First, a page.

It’s 1974. Muhammad Ali is 32 and thought by many to be past his prime. George Foreman is ten years younger and the heavyweight champion of the world. Promoter Don King wants to make a name for himself and offers both fighters five million dollars apiece to fight one another, and when they accept, King has only to come up with the money. He finds a willing backer in Mobutu Sese Suko, the dictator of Zaire, and the “Rumble in the Jungle” is set, including a musical festival featuring some of America’s top black performers, like James Brown and B.B. King.
From abject poverty to becoming a ten-time boxing world champion, congressman, and international icon, Manny Pacquiao is the true definition of a Cinderella story. In the Philippines, he first entered the ring as a sixteen-year-old weighing ninety-eight pounds with the goal of earning money to feed his family. Now, almost twenty years later, when he fights, the country of 100 million people comes to a complete standstill to watch. Regarded for his ability to bring people together, Pacquiao entered the political arena in 2010. As history’s first boxing congressman, Pacquiao now fights for his people both inside and outside of the ring. Now at the height of his career, he is faced with maneuvering an unscrupulous sport while maintaining his political duties. The question now is, what bridge is too far for Manny Pacquiao to cross?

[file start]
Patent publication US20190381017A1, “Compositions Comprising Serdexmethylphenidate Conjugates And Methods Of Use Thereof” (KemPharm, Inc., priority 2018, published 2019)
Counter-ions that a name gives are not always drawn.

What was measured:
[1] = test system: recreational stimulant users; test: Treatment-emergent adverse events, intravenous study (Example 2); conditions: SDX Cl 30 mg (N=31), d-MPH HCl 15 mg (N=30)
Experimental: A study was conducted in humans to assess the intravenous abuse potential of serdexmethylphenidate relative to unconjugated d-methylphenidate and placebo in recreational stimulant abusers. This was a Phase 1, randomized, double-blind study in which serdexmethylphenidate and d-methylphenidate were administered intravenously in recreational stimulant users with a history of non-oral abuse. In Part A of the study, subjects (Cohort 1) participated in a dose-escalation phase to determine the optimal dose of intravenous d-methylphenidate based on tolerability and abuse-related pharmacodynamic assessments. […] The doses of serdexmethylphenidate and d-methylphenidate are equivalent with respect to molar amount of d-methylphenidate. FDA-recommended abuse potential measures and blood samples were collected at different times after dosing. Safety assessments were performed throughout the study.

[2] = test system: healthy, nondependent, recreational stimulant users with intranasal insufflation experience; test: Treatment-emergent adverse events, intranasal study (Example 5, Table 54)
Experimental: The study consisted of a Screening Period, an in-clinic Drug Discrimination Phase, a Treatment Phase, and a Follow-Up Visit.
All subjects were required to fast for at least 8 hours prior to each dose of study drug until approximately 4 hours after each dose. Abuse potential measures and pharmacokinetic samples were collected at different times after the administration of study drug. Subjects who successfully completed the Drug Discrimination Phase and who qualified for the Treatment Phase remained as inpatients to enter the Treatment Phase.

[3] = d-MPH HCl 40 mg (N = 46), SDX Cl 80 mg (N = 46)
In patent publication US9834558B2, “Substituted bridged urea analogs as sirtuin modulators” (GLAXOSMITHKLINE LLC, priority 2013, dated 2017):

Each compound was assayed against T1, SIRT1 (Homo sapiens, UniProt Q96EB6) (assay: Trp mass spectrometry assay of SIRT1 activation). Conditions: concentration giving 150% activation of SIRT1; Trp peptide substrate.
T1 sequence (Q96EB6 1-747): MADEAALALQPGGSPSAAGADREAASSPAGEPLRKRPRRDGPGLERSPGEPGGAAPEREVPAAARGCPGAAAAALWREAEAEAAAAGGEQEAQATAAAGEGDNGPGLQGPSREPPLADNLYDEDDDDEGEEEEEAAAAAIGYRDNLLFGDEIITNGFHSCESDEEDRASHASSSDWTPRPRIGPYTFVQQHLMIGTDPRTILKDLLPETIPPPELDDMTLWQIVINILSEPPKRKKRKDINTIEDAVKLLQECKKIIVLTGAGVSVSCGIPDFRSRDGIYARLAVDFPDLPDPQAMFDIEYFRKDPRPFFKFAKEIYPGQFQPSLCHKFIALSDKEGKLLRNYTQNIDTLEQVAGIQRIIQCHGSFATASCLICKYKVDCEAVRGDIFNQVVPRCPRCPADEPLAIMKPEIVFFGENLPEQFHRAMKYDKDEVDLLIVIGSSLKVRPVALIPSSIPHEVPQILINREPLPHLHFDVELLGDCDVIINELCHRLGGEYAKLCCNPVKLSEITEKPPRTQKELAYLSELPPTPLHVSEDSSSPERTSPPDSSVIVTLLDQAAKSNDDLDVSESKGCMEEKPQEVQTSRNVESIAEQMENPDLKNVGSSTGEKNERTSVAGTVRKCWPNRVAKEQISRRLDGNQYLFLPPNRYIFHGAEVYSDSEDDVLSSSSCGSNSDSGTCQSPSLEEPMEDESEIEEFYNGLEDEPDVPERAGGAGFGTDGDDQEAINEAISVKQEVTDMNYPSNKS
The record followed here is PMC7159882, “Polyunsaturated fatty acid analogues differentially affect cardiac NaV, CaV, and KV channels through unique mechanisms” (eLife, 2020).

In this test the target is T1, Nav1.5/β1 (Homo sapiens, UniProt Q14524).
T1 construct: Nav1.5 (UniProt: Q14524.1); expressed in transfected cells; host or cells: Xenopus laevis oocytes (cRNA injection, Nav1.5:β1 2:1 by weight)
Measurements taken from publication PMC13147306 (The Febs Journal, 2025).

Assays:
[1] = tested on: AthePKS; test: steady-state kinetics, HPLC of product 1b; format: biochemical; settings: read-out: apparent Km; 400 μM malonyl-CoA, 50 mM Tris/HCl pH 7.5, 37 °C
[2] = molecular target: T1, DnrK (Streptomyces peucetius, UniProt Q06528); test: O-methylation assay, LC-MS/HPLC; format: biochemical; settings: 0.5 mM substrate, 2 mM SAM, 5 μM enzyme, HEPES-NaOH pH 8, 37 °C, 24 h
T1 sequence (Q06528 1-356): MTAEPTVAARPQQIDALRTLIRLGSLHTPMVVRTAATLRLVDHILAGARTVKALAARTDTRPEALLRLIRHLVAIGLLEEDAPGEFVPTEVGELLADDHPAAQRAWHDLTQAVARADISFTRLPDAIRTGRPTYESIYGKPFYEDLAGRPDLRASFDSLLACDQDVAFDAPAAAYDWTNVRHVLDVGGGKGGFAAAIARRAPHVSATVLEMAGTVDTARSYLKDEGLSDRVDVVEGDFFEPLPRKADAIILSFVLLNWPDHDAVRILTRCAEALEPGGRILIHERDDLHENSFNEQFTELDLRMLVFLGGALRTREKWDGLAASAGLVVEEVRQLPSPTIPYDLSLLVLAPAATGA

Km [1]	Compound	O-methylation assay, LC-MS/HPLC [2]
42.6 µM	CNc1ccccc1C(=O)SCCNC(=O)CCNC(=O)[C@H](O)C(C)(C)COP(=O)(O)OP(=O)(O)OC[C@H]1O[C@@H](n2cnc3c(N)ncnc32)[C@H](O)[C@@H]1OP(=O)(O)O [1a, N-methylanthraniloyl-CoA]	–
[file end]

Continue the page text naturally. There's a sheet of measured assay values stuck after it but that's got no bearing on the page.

Released in 1977 and directed by Jerry Garcia, is a film that captures performances from the Grateful Dead’s October 1974 five-night stand at the Winterland Ballroom in San Francisco. This end-of-tour run marked the beginning of an extended hiatus for the band, with no shows planned for 1975. The movie also faithfully portrays the burgeoning Deadhead scene. The film features the “Wall of Sound” concert sound system that the Dead used for all of 1974.